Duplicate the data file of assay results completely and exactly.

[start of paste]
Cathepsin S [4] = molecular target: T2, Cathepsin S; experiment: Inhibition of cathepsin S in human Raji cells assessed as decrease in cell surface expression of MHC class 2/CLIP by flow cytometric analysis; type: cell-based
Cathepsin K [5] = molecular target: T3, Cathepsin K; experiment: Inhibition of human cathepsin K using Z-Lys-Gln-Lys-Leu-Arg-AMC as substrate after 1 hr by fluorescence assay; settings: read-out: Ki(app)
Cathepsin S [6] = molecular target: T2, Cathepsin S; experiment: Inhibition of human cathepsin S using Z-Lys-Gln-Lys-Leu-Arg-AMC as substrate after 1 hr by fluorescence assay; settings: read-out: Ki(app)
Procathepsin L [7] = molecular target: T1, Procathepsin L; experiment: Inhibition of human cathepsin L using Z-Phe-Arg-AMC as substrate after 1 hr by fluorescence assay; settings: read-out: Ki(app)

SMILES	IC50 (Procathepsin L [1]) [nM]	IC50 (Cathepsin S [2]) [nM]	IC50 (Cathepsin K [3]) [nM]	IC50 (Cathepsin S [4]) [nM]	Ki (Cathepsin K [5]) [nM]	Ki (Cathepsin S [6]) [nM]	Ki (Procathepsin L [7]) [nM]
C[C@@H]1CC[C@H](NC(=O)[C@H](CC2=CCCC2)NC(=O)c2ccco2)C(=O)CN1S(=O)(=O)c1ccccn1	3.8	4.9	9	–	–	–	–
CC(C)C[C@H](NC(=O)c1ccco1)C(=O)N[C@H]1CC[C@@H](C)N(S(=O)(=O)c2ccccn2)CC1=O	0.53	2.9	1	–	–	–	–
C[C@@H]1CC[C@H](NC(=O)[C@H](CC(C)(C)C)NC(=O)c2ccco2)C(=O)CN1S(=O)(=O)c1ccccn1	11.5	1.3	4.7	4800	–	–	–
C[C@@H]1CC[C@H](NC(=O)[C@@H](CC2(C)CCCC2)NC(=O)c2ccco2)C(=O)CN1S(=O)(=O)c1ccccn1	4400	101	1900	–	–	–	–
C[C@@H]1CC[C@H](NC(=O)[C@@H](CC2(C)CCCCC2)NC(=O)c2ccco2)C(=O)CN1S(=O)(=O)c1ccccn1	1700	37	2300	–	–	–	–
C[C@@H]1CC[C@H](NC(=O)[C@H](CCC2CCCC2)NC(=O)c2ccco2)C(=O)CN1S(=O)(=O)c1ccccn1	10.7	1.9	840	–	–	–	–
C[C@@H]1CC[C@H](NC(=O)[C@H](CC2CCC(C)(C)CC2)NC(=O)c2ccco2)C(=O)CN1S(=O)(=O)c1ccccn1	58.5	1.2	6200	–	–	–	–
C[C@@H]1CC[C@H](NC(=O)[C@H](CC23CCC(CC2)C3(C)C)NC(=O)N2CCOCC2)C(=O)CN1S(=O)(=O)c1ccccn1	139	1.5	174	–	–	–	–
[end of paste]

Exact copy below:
Cathepsin S [4] = molecular target: T2, Cathepsin S; experiment: Inhibition of cathepsin S in human Raji cells assessed as decrease in cell surface expression of MHC class 2/CLIP by flow cytometric analysis; type: cell-based
Cathepsin K [5] = molecular target: T3, Cathepsin K; experiment: Inhibition of human cathepsin K using Z-Lys-Gln-Lys-Leu-Arg-AMC as substrate after 1 hr by fluorescence assay; settings: read-out: Ki(app)
Cathepsin S [6] = molecular target: T2, Cathepsin S; experiment: Inhibition of human cathepsin S using Z-Lys-Gln-Lys-Leu-Arg-AMC as substrate after 1 hr by fluorescence assay; settings: read-out: Ki(app)
Procathepsin L [7] = molecular target: T1, Procathepsin L; experiment: Inhibition of human cathepsin L using Z-Phe-Arg-AMC as substrate after 1 hr by fluorescence assay; settings: read-out: Ki(app)

SMILES	IC50 (Procathepsin L [1]) [nM]	IC50 (Cathepsin S [2]) [nM]	IC50 (Cathepsin K [3]) [nM]	IC50 (Cathepsin S [4]) [nM]	Ki (Cathepsin K [5]) [nM]	Ki (Cathepsin S [6]) [nM]	Ki (Procathepsin L [7]) [nM]
C[C@@H]1CC[C@H](NC(=O)[C@H](CC2=CCCC2)NC(=O)c2ccco2)C(=O)CN1S(=O)(=O)c1ccccn1	3.8	4.9	9	–	–	–	–
CC(C)C[C@H](NC(=O)c1ccco1)C(=O)N[C@H]1CC[C@@H](C)N(S(=O)(=O)c2ccccn2)CC1=O	0.53	2.9	1	–	–	–	–
C[C@@H]1CC[C@H](NC(=O)[C@H](CC(C)(C)C)NC(=O)c2ccco2)C(=O)CN1S(=O)(=O)c1ccccn1	11.5	1.3	4.7	4800	–	–	–
C[C@@H]1CC[C@H](NC(=O)[C@@H](CC2(C)CCCC2)NC(=O)c2ccco2)C(=O)CN1S(=O)(=O)c1ccccn1	4400	101	1900	–	–	–	–
C[C@@H]1CC[C@H](NC(=O)[C@@H](CC2(C)CCCCC2)NC(=O)c2ccco2)C(=O)CN1S(=O)(=O)c1ccccn1	1700	37	2300	–	–	–	–
C[C@@H]1CC[C@H](NC(=O)[C@H](CCC2CCCC2)NC(=O)c2ccco2)C(=O)CN1S(=O)(=O)c1ccccn1	10.7	1.9	840	–	–	–	–
C[C@@H]1CC[C@H](NC(=O)[C@H](CC2CCC(C)(C)CC2)NC(=O)c2ccco2)C(=O)CN1S(=O)(=O)c1ccccn1	58.5	1.2	6200	–	–	–	–
C[C@@H]1CC[C@H](NC(=O)[C@H](CC23CCC(CC2)C3(C)C)NC(=O)N2CCOCC2)C(=O)CN1S(=O)(=O)c1ccccn1	139	1.5	174	–	–	–	–